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Different paths to success—the growth of the electronics sector in Ireland and Israel

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  • Stephen Roper
  • Amnon Frenkel

Abstract

Both Ireland and Israel have, over the last three decades, established internationally competitive electronics industries. Israeli electronics has its origins in locally initiated R&D, is dominated by indigenously owned firms, and has its main export-market strengths in the research-intensive leading-edge markets for telecommunications and medical diagnostic equipment. In contrast, large-scale, US-owned plants producing computer equipment and components dominate the Irish electronics sector. The authors explore the factors that have contributed to these very different development paths. Social and political factors are examined, along with differences in technology and industrial policy, and the availability and cost of suitably skilled labour. The suggestion is that Ireland retains some cost advantages for large-scale manufacturing operations whereas Israel provides a more attractive location for research-intensive activities or niche manufacturing. The experience of the two nations suggests important policy lessons for Israel if it is to capture more of the value added generated by the products it develops and for Ireland if it is to move towards more research-intensive electronics activities.

Suggested Citation

  • Stephen Roper & Amnon Frenkel, 2000. "Different paths to success—the growth of the electronics sector in Ireland and Israel," Environment and Planning C: Government and Policy, Pion Ltd, London, vol. 18(6), pages 651-665, December.
  • Handle: RePEc:pio:envirc:v:18:y:2000:i:6:p:651-665
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    References listed on IDEAS

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    1. McAleese, Dermot & McDonald, Donogh, 1978. "Employment Growth and the Development of Linkages in Foreign-Owned and Domestic Manufacturing Enterprises," Oxford Bulletin of Economics and Statistics, Department of Economics, University of Oxford, vol. 40(4), pages 321-339, November.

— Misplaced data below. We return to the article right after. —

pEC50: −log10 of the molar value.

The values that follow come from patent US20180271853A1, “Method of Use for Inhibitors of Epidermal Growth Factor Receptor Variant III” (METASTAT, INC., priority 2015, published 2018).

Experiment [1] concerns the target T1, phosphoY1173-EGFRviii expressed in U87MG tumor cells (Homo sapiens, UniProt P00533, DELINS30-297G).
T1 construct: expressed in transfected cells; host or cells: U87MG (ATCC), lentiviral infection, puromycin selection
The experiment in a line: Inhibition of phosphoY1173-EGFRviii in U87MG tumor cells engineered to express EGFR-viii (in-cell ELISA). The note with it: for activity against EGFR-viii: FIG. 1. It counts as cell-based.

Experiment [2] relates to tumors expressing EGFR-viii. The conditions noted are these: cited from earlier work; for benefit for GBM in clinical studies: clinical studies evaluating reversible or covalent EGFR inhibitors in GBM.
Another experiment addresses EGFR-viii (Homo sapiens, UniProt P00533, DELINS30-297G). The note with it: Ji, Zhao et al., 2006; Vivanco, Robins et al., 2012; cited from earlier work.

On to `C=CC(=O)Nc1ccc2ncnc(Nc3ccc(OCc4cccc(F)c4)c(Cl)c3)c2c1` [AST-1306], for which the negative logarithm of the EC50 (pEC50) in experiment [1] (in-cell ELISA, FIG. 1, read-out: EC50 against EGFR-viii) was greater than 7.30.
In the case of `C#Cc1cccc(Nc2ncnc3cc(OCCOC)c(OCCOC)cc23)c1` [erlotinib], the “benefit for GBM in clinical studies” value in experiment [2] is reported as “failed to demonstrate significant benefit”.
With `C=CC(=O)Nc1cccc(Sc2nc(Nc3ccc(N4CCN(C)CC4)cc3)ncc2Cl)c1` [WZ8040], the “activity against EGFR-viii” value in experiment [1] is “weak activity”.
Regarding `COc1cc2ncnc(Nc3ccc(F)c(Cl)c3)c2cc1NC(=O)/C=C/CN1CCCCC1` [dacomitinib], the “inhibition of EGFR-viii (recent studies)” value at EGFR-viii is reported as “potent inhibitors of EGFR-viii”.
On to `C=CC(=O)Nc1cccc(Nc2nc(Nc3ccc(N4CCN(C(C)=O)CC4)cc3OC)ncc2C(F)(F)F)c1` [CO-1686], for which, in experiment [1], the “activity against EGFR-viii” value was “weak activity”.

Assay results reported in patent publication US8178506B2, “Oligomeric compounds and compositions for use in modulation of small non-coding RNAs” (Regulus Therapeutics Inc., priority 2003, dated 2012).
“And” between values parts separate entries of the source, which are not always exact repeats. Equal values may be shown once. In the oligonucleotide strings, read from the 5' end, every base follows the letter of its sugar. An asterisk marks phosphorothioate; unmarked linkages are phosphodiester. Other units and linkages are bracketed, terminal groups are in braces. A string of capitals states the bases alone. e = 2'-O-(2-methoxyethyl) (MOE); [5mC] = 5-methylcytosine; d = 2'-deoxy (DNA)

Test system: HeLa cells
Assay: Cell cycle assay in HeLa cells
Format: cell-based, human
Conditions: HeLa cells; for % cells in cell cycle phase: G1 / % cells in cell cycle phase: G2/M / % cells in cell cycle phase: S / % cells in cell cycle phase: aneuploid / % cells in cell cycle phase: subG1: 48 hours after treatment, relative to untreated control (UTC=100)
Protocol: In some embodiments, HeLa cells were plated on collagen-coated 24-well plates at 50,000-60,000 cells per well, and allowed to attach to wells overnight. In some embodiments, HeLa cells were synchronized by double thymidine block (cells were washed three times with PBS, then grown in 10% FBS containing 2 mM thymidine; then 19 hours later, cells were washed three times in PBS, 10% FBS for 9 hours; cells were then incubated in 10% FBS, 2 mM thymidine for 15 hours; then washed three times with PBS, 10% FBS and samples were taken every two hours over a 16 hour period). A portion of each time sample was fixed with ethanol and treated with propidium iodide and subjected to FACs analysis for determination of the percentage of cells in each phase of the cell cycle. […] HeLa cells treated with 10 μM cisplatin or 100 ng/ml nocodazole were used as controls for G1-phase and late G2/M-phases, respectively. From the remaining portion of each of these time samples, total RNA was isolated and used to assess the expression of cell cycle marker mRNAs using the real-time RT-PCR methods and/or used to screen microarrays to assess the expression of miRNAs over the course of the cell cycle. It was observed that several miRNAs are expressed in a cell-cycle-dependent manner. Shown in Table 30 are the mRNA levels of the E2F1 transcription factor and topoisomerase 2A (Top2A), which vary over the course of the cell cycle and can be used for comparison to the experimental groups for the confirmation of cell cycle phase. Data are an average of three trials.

2. Holger Görg & Frances Ruane, 1998. "Linkages between Multinationals and Indigenous Firms: Evidence for the Electronics Sector in Ireland," Economics Technical Papers 9813, Trinity College Dublin, Department of Economics.
    3. Holger Görg & Frances Ruane, 1997. "Reflections on Irish Industrial Policy towards Foreign Direct Investment," Economics Policy Papers 973, Trinity College Dublin, Department of Economics.
    4. Frenkel, Amnon & Reiss, Thomas & Maital, Shlomo & Koschatzky, Knut & Grupp, Hariolf, 1994. "Technometric evaluation and technology policy: the case of biodiagnostic kits in Israel," Research Policy, Elsevier, vol. 23(3), pages 281-292, May.
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    Cited by:

    1. repec:spr:scient:v:58:y:2003:i:2:d:10.1023_a:1026280409195 is not listed on IDEAS
    2. Stephen Roper & Seamus Grimes, 2003. "Wireless Valley, Silicon Wadi and Digital Island - Helsinki, Tel Aviv and Dublin in the ICT Boom," ERSA conference papers ersa03p62, European Regional Science Association.
    3. Amnon Frenkel, 2001. "Barriers and Limitations in the Development of Industrial Innovation in the Region," ERSA conference papers ersa01p38, European Regional Science Association.
    4. Amnon Frenkel & Eran Leck, 2006. "Investments in Higher Education and the Economic Performance of OECD Member Countries," ERSA conference papers ersa06p153, European Regional Science Association.
    5. Stephen Roper & Nola Hewitt-Dundas & James H Love, 2003. "An Ex Ante Evaluation Framework for the Regional Impact of Publicly Supported R&D Projects," ERSA conference papers ersa03p100, European Regional Science Association.

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